with images
that now and then burst
the decorous
seams of syntax.


—D.R. Wagner, Elk Grove

I reap your strophes and glean
Their images and phrases, peeling
The rhythm of a syntax, your
Keen acoustics, pulling your adjectives
From their punctuation and fulfilling
Liaisons for my own pleasure,
Use your eyes to consider,
To avoid a point or stand upon
One, watching the landscape unwinding.

It is done without thinking.
Close on your heels, listening to your
Dogs across the field fulfilling your own
Intent or finding it the same
As mine but seen from a different
Height or allowing the whole thing
To swallow itself as night does
Its irrefutable clinging to its form.

In love with words again,
Not knowing where they may choose to
Go, for I have purchase to make them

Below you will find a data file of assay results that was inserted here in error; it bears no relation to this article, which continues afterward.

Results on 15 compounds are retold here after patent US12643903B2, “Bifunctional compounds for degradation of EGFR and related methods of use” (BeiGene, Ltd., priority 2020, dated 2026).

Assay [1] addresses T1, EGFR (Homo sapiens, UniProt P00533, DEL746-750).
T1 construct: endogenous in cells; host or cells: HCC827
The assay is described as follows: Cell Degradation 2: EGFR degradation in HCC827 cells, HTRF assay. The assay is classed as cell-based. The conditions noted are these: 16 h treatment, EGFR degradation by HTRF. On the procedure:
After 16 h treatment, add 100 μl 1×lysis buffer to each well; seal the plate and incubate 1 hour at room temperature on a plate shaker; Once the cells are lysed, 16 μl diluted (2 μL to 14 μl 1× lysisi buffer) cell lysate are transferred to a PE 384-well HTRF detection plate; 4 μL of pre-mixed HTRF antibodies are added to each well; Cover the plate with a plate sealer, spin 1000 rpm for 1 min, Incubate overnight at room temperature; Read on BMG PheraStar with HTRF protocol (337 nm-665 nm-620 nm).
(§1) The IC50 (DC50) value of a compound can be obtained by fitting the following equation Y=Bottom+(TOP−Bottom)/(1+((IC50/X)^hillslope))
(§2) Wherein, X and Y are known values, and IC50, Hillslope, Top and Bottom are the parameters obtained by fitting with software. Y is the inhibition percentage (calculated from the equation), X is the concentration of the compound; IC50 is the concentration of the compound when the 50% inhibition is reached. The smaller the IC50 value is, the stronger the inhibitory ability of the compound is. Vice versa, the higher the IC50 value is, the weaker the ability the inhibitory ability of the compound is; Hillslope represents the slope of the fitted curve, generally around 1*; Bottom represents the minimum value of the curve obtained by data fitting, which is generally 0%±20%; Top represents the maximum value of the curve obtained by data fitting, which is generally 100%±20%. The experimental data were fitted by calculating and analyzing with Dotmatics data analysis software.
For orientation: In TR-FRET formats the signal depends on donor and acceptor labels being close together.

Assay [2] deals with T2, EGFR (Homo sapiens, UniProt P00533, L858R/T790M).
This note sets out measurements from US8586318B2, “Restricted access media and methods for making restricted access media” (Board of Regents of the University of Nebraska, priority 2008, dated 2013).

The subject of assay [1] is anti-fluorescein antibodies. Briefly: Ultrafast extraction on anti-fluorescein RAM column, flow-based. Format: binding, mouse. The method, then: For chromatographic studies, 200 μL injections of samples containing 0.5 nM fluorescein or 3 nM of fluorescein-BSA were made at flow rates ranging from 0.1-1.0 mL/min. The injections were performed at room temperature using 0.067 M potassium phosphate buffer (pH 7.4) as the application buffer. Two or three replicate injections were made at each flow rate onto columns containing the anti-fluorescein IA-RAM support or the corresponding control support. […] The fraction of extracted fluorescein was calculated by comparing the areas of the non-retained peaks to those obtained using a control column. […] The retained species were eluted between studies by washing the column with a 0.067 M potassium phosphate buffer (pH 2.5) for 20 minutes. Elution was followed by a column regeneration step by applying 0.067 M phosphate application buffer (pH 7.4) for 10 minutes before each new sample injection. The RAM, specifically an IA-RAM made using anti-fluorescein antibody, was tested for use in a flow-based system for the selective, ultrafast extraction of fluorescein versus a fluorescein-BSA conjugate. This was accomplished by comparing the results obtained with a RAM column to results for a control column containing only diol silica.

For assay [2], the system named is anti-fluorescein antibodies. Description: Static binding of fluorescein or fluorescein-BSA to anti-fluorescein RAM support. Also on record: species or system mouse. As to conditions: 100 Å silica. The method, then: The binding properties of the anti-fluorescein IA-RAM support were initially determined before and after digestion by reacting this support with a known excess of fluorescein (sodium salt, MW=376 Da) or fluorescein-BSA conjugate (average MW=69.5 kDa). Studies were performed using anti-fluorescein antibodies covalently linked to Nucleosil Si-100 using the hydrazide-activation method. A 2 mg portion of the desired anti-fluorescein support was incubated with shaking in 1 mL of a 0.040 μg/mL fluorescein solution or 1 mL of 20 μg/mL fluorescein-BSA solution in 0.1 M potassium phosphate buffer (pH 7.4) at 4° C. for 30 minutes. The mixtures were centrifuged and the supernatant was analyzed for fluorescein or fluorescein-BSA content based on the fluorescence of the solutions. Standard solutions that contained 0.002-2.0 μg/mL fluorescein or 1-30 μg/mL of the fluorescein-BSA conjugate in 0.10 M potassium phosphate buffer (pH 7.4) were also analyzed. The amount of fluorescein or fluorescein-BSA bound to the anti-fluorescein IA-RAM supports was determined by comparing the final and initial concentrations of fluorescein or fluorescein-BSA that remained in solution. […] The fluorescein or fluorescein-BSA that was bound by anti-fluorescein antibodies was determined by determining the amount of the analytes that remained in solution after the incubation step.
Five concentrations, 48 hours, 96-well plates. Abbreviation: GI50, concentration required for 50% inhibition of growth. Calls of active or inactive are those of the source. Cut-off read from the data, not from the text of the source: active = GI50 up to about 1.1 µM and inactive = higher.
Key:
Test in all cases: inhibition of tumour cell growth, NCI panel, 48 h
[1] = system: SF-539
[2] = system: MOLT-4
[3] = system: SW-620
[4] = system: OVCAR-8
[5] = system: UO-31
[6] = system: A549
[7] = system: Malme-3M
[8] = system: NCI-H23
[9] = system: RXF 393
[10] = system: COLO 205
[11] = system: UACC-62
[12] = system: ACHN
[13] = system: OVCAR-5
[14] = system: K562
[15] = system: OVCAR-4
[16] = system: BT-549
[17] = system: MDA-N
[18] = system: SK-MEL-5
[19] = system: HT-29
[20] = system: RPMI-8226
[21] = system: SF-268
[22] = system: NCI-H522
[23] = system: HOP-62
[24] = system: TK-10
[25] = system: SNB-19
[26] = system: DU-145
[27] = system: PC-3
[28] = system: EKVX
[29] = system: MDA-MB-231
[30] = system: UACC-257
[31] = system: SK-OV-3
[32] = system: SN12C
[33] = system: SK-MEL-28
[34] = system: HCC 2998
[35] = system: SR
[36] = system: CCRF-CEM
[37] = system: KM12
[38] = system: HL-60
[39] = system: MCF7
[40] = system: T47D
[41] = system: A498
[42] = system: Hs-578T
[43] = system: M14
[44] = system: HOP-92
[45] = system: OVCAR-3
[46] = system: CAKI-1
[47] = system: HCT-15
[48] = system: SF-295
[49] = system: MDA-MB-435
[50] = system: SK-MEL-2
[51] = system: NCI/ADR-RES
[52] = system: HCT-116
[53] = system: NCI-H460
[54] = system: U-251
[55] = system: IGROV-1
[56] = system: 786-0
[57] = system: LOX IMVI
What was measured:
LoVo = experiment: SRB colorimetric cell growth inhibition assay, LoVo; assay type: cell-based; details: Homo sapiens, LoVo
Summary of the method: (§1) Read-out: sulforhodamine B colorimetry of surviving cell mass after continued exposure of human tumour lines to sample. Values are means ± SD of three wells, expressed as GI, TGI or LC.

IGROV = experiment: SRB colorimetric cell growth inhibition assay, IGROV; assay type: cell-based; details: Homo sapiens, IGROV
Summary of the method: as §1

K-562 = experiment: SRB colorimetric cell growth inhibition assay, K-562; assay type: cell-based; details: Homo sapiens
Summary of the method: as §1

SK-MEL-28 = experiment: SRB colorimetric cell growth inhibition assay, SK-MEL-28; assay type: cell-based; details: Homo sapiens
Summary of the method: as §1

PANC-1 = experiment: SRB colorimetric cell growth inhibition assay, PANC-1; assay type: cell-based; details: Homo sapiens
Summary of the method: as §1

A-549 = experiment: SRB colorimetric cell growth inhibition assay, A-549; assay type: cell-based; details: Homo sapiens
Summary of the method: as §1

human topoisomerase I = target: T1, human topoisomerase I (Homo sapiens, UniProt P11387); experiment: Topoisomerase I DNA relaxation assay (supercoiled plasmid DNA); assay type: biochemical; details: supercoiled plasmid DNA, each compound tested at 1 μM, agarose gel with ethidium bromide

My own then toss them back
So you may find them as something new
Or something recognized but changed
Forever by a few steps so that the
Dance itself has not yet been seen
By other than yourself and seeing
This you make the steps your own again,
So all the waters may have these waves.


—D.R. Wagner

Language climbs into bed with time
Performing a kind of bondage that intensifies
Its meaning and stretches its nipples out
As far a possible so that we can only
See the line of letters across the page,
Exciting the senses as it attempts to make
Us believe that communication can
Show us its restraints; a grammar
That we seldom question so that
We may experience the evidence
Inside the nouns and verbs, gathering
Impressions in a most terrifying
Manner as we believe we have
Found the truth and it
Is something we are unable to discuss.

We toy with the situation. We find
Ourselves consumed by
Shape, our intelligence on that
Thin line, so much like rope
Or twine that binds language
To us in a single act or cognition.


—D.R. Wagner

We are liable to find much broken
Should we find Hell of a perfect morning
Just below the hill, just below the pasture,
Just below the words we drape
Upon our descriptions to give
Them that special stink that